Working together to build brighter futures for grazing

Gulf Savannah NRM’s project officers are used to travelling long distances over the vast Northern Gulf region, but our Rangelands Project Officer Keerah Steele recently found herself over a thousand kilometres from home, touching down in Southern Queensland. 

Building profitable, resilient and drought-ready livestock operations throughout Queensland – that’s the focus of FutureBeef‘s GrazingFutures Livestock Business Resilience (GrazingFutures LBR) program. In October, Keerah travelled to Roma to meet other stakeholders from across the state who are involved in GrazingFutures LBR, and take stock of the program’s progress to date. 

Working together over three days, the group discussed plans for building further momentum to support the grazing community through GrazingFutures LBR, exchanging ideas and insights between regional teams to help grow the effectiveness and impact of the program right across the state.  

“We were able to gain a better understanding of regional production systems and issues, and also get an update on the latest research and development findings in grazing technologies,” Keerah said. 

Keerah has also been accepted into FutureBeef’s elite leadership program, Advancing Beef Leaders. 

As part of the leadership program, each participant – including Keerah – will be supported to build their capacity as future leaders in the beef industry by partnering with a mentor, someone who is an established leader in the industry already. Keerah has been lucky enough to be partnered with Richard Cox of Cracow Station (Central Queensland), a Committee Chair with the North Australian Beef Research Council.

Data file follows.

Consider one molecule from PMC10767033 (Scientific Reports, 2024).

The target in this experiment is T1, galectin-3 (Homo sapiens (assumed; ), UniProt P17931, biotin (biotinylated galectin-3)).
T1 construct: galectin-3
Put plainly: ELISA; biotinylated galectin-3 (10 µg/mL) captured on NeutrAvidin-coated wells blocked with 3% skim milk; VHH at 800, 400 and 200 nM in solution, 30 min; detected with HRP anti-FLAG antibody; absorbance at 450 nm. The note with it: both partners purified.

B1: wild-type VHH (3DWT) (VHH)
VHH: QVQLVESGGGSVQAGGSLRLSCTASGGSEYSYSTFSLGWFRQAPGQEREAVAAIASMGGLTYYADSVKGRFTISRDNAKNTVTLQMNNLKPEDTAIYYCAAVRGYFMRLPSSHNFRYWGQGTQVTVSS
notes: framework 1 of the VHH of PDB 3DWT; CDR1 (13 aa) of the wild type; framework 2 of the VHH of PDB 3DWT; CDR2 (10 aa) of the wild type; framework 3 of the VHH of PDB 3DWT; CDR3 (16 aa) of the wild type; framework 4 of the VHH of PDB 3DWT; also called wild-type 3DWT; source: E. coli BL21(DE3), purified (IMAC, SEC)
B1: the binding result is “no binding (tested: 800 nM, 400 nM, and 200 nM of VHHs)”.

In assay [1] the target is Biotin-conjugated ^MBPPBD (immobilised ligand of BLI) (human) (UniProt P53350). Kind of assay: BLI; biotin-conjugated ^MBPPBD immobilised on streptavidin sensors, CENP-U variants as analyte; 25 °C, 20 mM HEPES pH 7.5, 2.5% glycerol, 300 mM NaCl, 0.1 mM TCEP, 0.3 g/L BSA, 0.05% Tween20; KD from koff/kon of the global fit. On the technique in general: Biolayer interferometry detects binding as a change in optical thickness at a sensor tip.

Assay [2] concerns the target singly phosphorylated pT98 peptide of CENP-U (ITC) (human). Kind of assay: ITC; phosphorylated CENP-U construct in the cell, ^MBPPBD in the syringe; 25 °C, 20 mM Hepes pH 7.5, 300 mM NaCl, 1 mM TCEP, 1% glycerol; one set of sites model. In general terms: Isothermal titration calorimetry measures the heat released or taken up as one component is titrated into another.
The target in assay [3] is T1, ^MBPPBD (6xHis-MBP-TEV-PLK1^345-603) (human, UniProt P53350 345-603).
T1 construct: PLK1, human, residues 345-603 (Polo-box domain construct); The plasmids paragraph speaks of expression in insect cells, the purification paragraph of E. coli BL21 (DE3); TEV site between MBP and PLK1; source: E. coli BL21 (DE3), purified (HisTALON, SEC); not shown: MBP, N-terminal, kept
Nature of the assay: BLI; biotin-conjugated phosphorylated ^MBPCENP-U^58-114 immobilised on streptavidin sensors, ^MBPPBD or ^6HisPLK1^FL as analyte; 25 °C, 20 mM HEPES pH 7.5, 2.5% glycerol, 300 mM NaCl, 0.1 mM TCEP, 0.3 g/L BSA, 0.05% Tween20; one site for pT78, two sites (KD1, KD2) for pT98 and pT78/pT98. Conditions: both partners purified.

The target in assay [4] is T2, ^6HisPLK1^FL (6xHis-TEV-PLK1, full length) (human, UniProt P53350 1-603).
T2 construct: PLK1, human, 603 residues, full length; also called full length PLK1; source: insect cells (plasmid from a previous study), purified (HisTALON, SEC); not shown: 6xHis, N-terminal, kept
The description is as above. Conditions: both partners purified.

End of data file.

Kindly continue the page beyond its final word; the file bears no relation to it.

While in Roma, Keerah took the opportunity to jump in the car and drive another 300 kilometres north-east, to meet Richard in person and “get away from Zoom meetings”. 

Image 1
Image 2
Image 3
Image 4
previous arrow
next arrow


Richard and his wife Sarah welcomed Keerah to their beautiful home at Cracow Station, a 10,374 ha grass-fed beef operation which has been home to Sarah’s family for five generations and is one of the oldest properties in the Dawson Callide region. 

“It was great to get that firsthand perspective from a well-established producer, and learn about how Richard and Sarah manage their land to be productive and profitable while maintaining their land condition,” Keerah said, after returning to the Northern Gulf. 

“It’s better to get to know someone face to face and see how they work in person rather than on a computer screen, so I’m extremely thankful I had the opportunity to do this. Meeting Richard and Sarah has taught me more than just beef industry best management practices, but also given me a real insight into how the family works together on their achievements and share their knowledge by getting involved in industry organisations.”  

Keerah looks forward to learning more from Richard (and Sarah) through the ABL mentorship. She’s excited to keep working towards and achieving the goals set by the duo during the program, and applying this new skillset and knowledge long into the future. 

Scroll to Top